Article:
Anthropometric measurements (including body height, body weight, and arm span) were conducted. Height was recorded without shoes, standing against a wall-mounted stadiometer, and measurements were taken to the nearest 0.1 cm. Weight was measured to the nearest 0.1 kg in the subjects wearing light clothes without shoes. Arm span was measured by using a wall-mounted tape to the nearest 0.1 cm. As shown by previous studies, the different equations for the correction of height loss caused by the spinal deformity had limitation and might not fit every curve. Therefore, arm span, instead of body height, was used for calculating BMI in the current study.
Peripheral venous blood samples were collected between 8:00 AM and 9:00 AM, after overnight fasting, for biochemical analysis. Plasma adrenaline (AD) and norepinephrine (NE) levels were evaluated by enzyme-linked immunosorbent assay specific for human leptin (Labor Diagnostika Nord, GER) following the manufacturer's suggested protocol. The lowest detection limits for AD and NE were 7 and 35 pg/mL, respectively. The intra-assay coefficient of variations (CV%) for AD and NE were 9.3% and 8.4%, respectively, as established in the authors' laboratory. The inter-assay CV% values for AD and NE were 12.6% and 6.9%, respectively.
Heart rate variability was measured by 24-h Holter (GE healthcare-sight seer, US) monitoring. Examination was performed in all subjects who were asked to avoid caffeine, strenuous exercise, smoking, and alcohol intake 24 h prior to and during the test. All the frequency domain parameters including LF, high-frequency component (HF), and LF/HF ratio were calculated by SuperscanTM DCG analysis software. As Task Force of the European Society of Cardiology reported, the increases in the LF component and the LF/HF ratio were interpreted as predominance of sympathetic activity.
The data in this study were presented as mean ± SD. Anthropometric data, AD level, and NE level were compared between girls with AIS and normal controls by using an independent-samples t test. Bivariate correlation tests were carried out between SNS activity and different anthropometric data. Statistics software used was SPSS 19.0 for Windows (SPSS Inc., Chicago, IL). A P value less than 0.05 was considered statistically significant.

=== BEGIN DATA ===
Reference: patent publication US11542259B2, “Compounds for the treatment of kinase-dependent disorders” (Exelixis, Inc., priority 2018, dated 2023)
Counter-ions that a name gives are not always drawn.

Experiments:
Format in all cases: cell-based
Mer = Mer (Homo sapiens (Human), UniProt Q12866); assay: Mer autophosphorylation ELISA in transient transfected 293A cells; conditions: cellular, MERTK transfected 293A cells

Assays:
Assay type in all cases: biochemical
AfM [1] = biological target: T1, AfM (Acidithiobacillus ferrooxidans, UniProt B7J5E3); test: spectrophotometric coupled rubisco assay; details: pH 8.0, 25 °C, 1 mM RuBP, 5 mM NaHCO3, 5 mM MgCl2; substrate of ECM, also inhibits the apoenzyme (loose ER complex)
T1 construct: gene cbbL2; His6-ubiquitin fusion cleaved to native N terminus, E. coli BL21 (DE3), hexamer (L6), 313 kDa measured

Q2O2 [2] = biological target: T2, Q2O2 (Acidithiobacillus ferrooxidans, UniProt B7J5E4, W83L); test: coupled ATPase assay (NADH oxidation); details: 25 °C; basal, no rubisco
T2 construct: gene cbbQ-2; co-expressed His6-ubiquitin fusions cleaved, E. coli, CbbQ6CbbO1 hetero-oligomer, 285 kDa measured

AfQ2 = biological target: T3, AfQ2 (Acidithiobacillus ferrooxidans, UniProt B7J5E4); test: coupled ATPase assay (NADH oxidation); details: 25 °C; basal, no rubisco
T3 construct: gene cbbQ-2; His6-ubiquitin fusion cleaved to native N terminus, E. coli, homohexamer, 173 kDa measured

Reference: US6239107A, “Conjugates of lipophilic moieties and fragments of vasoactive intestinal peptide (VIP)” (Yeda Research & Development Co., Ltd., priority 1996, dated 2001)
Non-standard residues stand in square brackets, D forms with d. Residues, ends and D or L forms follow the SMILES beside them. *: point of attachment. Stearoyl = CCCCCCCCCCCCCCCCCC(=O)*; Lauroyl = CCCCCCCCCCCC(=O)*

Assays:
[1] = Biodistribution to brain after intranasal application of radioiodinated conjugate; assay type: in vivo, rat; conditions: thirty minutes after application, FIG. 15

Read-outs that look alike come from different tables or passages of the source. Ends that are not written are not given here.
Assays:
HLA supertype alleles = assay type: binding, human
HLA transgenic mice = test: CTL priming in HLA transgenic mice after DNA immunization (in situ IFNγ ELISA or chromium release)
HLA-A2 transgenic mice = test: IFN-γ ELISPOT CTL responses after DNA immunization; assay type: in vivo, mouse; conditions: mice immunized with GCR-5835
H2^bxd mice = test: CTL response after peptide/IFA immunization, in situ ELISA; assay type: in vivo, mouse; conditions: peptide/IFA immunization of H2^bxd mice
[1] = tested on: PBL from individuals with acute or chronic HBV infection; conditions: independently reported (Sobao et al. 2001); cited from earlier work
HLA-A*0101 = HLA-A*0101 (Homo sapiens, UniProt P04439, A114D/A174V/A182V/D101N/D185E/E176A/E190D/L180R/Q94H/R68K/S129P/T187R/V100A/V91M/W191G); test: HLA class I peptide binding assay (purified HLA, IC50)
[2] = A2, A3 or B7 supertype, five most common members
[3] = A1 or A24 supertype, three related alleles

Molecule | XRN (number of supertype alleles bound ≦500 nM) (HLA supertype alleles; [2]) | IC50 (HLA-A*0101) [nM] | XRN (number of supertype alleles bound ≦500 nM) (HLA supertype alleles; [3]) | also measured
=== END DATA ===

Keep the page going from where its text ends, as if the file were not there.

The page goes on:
In total, 58 girls with AIS and 21 age-matched healthy girls were included in this study. The mean Cobb angle of girls with AIS was 43.8° ± 3.6° (range 38°-57°). The anthropometric data of girls with AIS versus healthy girls are summarized in Table 1. The BMI of girls with AIS (17.7 ± 0.9 kg/m2) was significantly lower than that of the controls (20.2 ± 1.1 kg/m2; P < 0.001). The arm span of girls with AIS (157.7 ± 6.0 cm) was significantly longer than that of healthy female controls (153.1 ± 6.7 cm; P = 0.01).
Item AIS (n = 58) Control (n = 21) t Test P Age (y) 13.0 ± 1.2 12.6 ± 1.3 1.43 0.160 Body weight (kg) 44.0 ± 3.79 47.52 ± 4.97 -2.94 0.006** Body height (cm) 157.1 ± 5.8 158.1 ± 7.6 -0.64 0.520 BMI (kg/m2) 17.7 ± 0.9 20.2 ± 1.1 -9.78 < 0.001** Arm span (cm) 157.7 ± 6.0 153.1 ± 6.7 2.72 0.010* BMC (g) 28.71 ± 2.91 － － － BMD (g/cm2) 0.88 ± 0.06 － － － Note. BMI calculated by dividing the body weight (kg) by squared arm span (m2). Symbols indicate significant difference within groups: *P < 0.05 and **P < 0.01 between 2 groups (independent-samples t test). AIS indicates adolescent idiopathic scoliosis; BMI, body mass index; BMC, bone mineral content; BMD, bone mineral density.
Table 1. Physical Characteristics of AIS and Control Girls